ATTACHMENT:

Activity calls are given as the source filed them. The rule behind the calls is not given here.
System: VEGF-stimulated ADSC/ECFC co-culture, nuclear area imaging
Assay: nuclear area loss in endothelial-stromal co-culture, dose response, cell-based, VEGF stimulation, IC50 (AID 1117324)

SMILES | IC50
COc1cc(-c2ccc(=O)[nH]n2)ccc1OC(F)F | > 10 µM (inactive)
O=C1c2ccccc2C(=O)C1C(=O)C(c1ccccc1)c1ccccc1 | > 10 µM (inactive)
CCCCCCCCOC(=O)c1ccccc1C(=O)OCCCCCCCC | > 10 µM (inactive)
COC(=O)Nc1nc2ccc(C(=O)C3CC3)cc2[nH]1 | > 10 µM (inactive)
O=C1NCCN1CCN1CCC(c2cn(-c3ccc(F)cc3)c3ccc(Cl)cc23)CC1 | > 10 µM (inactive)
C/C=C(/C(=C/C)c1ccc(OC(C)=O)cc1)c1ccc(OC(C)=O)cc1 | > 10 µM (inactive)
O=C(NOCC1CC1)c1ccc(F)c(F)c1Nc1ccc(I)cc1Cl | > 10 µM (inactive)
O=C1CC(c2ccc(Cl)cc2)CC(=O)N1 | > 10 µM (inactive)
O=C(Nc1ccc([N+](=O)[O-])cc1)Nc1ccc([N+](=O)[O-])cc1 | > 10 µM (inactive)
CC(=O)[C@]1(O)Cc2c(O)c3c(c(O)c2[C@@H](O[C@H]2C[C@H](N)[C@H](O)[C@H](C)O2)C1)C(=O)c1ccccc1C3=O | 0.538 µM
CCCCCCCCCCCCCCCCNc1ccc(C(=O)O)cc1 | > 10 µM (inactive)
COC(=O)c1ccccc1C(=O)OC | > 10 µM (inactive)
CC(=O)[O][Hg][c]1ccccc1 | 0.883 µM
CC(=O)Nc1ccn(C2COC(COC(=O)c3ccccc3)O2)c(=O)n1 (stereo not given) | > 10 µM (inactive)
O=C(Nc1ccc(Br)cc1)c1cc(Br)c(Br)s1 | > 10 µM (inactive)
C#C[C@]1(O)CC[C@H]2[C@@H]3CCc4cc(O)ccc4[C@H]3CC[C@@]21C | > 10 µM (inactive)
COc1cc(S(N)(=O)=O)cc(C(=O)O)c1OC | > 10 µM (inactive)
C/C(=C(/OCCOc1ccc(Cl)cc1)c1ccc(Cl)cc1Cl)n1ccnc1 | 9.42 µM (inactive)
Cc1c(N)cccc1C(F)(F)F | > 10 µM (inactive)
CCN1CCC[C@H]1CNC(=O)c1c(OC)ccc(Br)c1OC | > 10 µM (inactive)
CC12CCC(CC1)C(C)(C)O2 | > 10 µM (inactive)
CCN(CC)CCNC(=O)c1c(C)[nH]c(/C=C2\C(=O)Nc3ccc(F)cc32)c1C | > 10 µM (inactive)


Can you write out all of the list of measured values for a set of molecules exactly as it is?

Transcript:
Activity calls are given as the source filed them. The rule behind the calls is not given here.
System: VEGF-stimulated ADSC/ECFC co-culture, nuclear area imaging
Assay: nuclear area loss in endothelial-stromal co-culture, dose response, cell-based, VEGF stimulation, IC50 (AID 1117324)

SMILES | IC50
COc1cc(-c2ccc(=O)[nH]n2)ccc1OC(F)F | > 10 µM (inactive)
O=C1c2ccccc2C(=O)C1C(=O)C(c1ccccc1)c1ccccc1 | > 10 µM (inactive)
CCCCCCCCOC(=O)c1ccccc1C(=O)OCCCCCCCC | > 10 µM (inactive)
COC(=O)Nc1nc2ccc(C(=O)C3CC3)cc2[nH]1 | > 10 µM (inactive)
O=C1NCCN1CCN1CCC(c2cn(-c3ccc(F)cc3)c3ccc(Cl)cc23)CC1 | > 10 µM (inactive)
C/C=C(/C(=C/C)c1ccc(OC(C)=O)cc1)c1ccc(OC(C)=O)cc1 | > 10 µM (inactive)
O=C(NOCC1CC1)c1ccc(F)c(F)c1Nc1ccc(I)cc1Cl | > 10 µM (inactive)
O=C1CC(c2ccc(Cl)cc2)CC(=O)N1 | > 10 µM (inactive)
O=C(Nc1ccc([N+](=O)[O-])cc1)Nc1ccc([N+](=O)[O-])cc1 | > 10 µM (inactive)
CC(=O)[C@]1(O)Cc2c(O)c3c(c(O)c2[C@@H](O[C@H]2C[C@H](N)[C@H](O)[C@H](C)O2)C1)C(=O)c1ccccc1C3=O | 0.538 µM
CCCCCCCCCCCCCCCCNc1ccc(C(=O)O)cc1 | > 10 µM (inactive)
COC(=O)c1ccccc1C(=O)OC | > 10 µM (inactive)
CC(=O)[O][Hg][c]1ccccc1 | 0.883 µM
CC(=O)Nc1ccn(C2COC(COC(=O)c3ccccc3)O2)c(=O)n1 (stereo not given) | > 10 µM (inactive)
O=C(Nc1ccc(Br)cc1)c1cc(Br)c(Br)s1 | > 10 µM (inactive)
C#C[C@]1(O)CC[C@H]2[C@@H]3CCc4cc(O)ccc4[C@H]3CC[C@@]21C | > 10 µM (inactive)
COc1cc(S(N)(=O)=O)cc(C(=O)O)c1OC | > 10 µM (inactive)
C/C(=C(/OCCOc1ccc(Cl)cc1)c1ccc(Cl)cc1Cl)n1ccnc1 | 9.42 µM (inactive)
Cc1c(N)cccc1C(F)(F)F | > 10 µM (inactive)
CCN1CCC[C@H]1CNC(=O)c1c(OC)ccc(Br)c1OC | > 10 µM (inactive)
CC12CCC(CC1)C(C)(C)O2 | > 10 µM (inactive)
CCN(CC)CCNC(=O)c1c(C)[nH]c(/C=C2\C(=O)Nc3ccc(F)cc32)c1C | > 10 µM (inactive)